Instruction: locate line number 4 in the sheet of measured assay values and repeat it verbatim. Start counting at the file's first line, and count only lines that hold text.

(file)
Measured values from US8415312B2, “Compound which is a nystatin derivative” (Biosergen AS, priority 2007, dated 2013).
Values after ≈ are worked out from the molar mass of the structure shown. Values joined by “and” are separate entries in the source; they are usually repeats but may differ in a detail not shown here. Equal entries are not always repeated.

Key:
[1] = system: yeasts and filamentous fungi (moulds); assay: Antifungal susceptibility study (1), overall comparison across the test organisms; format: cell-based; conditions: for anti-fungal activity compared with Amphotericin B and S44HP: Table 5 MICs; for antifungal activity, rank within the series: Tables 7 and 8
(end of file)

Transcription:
[1] = system: yeasts and filamentous fungi (moulds); assay: Antifungal susceptibility study (1), overall comparison across the test organisms; format: cell-based; conditions: for anti-fungal activity compared with Amphotericin B and S44HP: Table 5 MICs; for antifungal activity, rank within the series: Tables 7 and 8